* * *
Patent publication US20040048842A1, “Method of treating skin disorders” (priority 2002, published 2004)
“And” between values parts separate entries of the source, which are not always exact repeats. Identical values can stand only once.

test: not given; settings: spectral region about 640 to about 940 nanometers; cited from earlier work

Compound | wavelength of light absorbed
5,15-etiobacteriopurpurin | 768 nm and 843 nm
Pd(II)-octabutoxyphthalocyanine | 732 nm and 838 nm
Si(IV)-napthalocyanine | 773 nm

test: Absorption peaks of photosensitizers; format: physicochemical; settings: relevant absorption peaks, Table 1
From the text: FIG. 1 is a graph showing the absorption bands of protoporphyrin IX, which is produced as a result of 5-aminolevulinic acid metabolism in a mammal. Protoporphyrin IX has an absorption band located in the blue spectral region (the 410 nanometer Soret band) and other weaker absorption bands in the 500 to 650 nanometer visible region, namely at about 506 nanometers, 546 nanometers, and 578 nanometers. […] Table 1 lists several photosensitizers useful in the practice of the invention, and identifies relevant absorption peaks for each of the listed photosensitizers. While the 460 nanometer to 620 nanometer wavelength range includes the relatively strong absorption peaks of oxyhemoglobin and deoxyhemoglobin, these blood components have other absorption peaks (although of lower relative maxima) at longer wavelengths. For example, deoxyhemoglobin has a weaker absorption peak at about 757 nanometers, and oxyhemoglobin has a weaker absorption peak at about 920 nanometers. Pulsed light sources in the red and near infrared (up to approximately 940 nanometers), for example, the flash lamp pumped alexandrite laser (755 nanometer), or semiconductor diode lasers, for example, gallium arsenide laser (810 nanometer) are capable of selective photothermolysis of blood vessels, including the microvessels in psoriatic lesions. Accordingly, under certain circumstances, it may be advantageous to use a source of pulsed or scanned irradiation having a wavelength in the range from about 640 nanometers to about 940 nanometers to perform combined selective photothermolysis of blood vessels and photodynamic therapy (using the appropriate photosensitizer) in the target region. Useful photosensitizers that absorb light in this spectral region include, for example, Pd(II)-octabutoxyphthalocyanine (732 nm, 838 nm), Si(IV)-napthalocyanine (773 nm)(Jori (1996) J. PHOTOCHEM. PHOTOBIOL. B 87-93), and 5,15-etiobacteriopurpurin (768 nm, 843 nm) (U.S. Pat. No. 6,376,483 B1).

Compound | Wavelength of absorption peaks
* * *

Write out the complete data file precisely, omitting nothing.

Patent publication US20040048842A1, “Method of treating skin disorders” (priority 2002, published 2004)
“And” between values parts separate entries of the source, which are not always exact repeats. Identical values can stand only once.

test: not given; settings: spectral region about 640 to about 940 nanometers; cited from earlier work

Compound | wavelength of light absorbed
5,15-etiobacteriopurpurin | 768 nm and 843 nm
Pd(II)-octabutoxyphthalocyanine | 732 nm and 838 nm
Si(IV)-napthalocyanine | 773 nm

test: Absorption peaks of photosensitizers; format: physicochemical; settings: relevant absorption peaks, Table 1
From the text: FIG. 1 is a graph showing the absorption bands of protoporphyrin IX, which is produced as a result of 5-aminolevulinic acid metabolism in a mammal. Protoporphyrin IX has an absorption band located in the blue spectral region (the 410 nanometer Soret band) and other weaker absorption bands in the 500 to 650 nanometer visible region, namely at about 506 nanometers, 546 nanometers, and 578 nanometers. […] Table 1 lists several photosensitizers useful in the practice of the invention, and identifies relevant absorption peaks for each of the listed photosensitizers. While the 460 nanometer to 620 nanometer wavelength range includes the relatively strong absorption peaks of oxyhemoglobin and deoxyhemoglobin, these blood components have other absorption peaks (although of lower relative maxima) at longer wavelengths. For example, deoxyhemoglobin has a weaker absorption peak at about 757 nanometers, and oxyhemoglobin has a weaker absorption peak at about 920 nanometers. Pulsed light sources in the red and near infrared (up to approximately 940 nanometers), for example, the flash lamp pumped alexandrite laser (755 nanometer), or semiconductor diode lasers, for example, gallium arsenide laser (810 nanometer) are capable of selective photothermolysis of blood vessels, including the microvessels in psoriatic lesions. Accordingly, under certain circumstances, it may be advantageous to use a source of pulsed or scanned irradiation having a wavelength in the range from about 640 nanometers to about 940 nanometers to perform combined selective photothermolysis of blood vessels and photodynamic therapy (using the appropriate photosensitizer) in the target region. Useful photosensitizers that absorb light in this spectral region include, for example, Pd(II)-octabutoxyphthalocyanine (732 nm, 838 nm), Si(IV)-napthalocyanine (773 nm)(Jori (1996) J. PHOTOCHEM. PHOTOBIOL. B 87-93), and 5,15-etiobacteriopurpurin (768 nm, 843 nm) (U.S. Pat. No. 6,376,483 B1).

Compound | Wavelength of absorption peaks